Chrysanthemums have a long and interesting history that starts back in China thousands of years ago. These stunning flowers have come a long way since then, now coming in dozens of shades and 13 different cultivator types overall.
I love these bright, happy flowers and think they’re some of the most unique and fun plants to grow. The hardy varieties are easy to maintain, which is a big bonus for a busy gal like me. Typically, they grow between 12 and 36-inches tall, making them a great “full garden” flower.
If you’re not sure how to grow these lovely plants, then you’ve come to the right place. I’ve created a general rundown on what you’ll need and how to grow and care for chrysanthemums for planting in early spring and late summer.
What You Need to Grow and Care for a Chrysanthemum Flower
To grow and care for your chrysanthemums, you’ll need a few tools and supplies.
- Chrysanthemum plants or seeds
- Soil with organic matter
- A plot of sunny land or pots in which to plant the flowers
- Hand cultivator
- Watering can or hose
- Organic pesticides (as needed)
- Organic fungicides (as needed)
How to Grow Those Mums
Successfully growing mums in your garden will, of course, depend on which varieties you grow and in which climate you live. There are both hardy and florist mums varieties to choose from, but the florist mums varieties have limited root systems. Because of that, they won’t do as well as hardy varieties.
Once you’ve selected your mum varieties, you’re ready to plant.
Plant your garden mums in the correct season for the variety you’ve selected. If you live in cooler climates, plant your mums in early spring. For this living in warmer temperatures year-round, plant your mums in late summer or early autumn. If you’re going with potted plants, they still do best in these seasons, you can be a bit more flexible with them if they’ll be growing indoors. Be sure to plant after the last spring frost.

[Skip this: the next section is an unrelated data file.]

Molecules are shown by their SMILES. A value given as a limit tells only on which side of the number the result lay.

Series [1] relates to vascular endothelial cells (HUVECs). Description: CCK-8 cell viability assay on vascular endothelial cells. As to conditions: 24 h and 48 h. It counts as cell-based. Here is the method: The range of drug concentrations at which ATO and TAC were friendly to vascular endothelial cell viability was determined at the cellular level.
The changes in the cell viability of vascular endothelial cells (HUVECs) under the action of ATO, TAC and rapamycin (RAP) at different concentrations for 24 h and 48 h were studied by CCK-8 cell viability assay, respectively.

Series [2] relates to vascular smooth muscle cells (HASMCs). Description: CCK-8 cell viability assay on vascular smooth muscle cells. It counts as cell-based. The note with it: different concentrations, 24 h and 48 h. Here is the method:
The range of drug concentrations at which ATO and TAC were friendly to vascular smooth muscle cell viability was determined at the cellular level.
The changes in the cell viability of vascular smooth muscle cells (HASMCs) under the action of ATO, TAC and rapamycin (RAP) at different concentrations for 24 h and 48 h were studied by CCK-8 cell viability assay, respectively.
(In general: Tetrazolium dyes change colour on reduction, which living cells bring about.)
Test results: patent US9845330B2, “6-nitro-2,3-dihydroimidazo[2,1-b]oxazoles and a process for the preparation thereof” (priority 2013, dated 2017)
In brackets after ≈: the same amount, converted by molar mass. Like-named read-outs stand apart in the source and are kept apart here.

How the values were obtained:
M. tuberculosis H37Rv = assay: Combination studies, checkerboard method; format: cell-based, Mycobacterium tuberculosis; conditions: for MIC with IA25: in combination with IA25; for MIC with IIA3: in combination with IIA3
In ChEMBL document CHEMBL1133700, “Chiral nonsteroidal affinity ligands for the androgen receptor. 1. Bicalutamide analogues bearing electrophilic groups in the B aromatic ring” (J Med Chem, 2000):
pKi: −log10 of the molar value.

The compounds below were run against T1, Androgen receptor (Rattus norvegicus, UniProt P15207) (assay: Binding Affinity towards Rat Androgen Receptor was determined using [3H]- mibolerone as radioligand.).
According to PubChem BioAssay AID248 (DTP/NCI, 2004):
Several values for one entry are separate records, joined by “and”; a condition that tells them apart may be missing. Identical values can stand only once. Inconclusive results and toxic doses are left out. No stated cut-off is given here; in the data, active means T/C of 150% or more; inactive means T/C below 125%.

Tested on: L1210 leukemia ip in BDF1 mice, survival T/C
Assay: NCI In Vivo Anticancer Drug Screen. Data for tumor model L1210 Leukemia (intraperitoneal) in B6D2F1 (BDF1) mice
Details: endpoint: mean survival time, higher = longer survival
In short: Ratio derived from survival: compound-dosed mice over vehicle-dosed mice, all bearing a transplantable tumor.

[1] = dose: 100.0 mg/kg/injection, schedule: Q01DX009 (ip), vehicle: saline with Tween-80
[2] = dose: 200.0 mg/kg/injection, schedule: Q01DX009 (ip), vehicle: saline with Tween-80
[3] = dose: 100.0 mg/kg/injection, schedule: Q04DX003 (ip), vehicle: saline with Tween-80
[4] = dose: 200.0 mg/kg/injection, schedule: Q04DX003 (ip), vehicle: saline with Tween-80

Make sure to plant mums in well-drained soil to avoid root rot. Ideally, use organic souls with plenty of compost materials that will naturally feed the mums without the extra attention.
Chrysanthemums prefer a sunny spot, so find sunny to partial shade locations only for the best possible health of your flowers.
Once you’ve planted the mums, water them thoroughly. Keep the soil moist all season to help the shallow root systems stay hydrated and healthy.
Be sure to avoid overwatering to prevent issues with the plant’s health and the attraction of certain pests.
Ideally, use organic pesticides only if you find aphids, spider mites, or Chrysanthemum leafminers on the scene. Powdery mildew can also cause issues for these plants and should be treated by removing affected parts of the plant and a healthy dose of fungicide, as directed on the packaging.
Best Mums to Grow
With well over 100 types of chrysanthemums out there, many varieties would likely fit your definition of “best” for your flower bed setting and can be a perennial plant depending on the variety. Make sure the variety(s) you choose work well in the climate, soil type, and sun/shade ratio in which you’re planning to plant.
You can also consider the flower shapes, range of colors, and other aesthetic components of the mums and choose those unique traits that best suit your location and taste.
Some of the best varieties for cooler climates include:
- Classic Garden Mums
- Firecracker mums
- Mammoth mums
- Igloo series mums
- Morden mums
- Weyrich chrysanthemum flower
- Minnesota or Minn series
- Arctic chrysanthemums
- Rubellum mums
Some of the best varieties for warm weather climates include:
- Single mum bolero
- Single mum Clara Curtis
- Yoko Ono pompon mums
- Moonbeam pompon mums
- Ruby mound cushion mums
- Chiffon cushion mums
- Anemone mums
- Symphony spider chrysanthemums
Chrysanthemums: The Flower for All Seasons
Depending on where in the world you live, chrysanthemums could well be your all-season flower. They love bright light, warm weather and bloom anywhere from spring into early winter. If you keep their soil well-drained and keep them fed, they’ll stay bright and inviting for months at the least.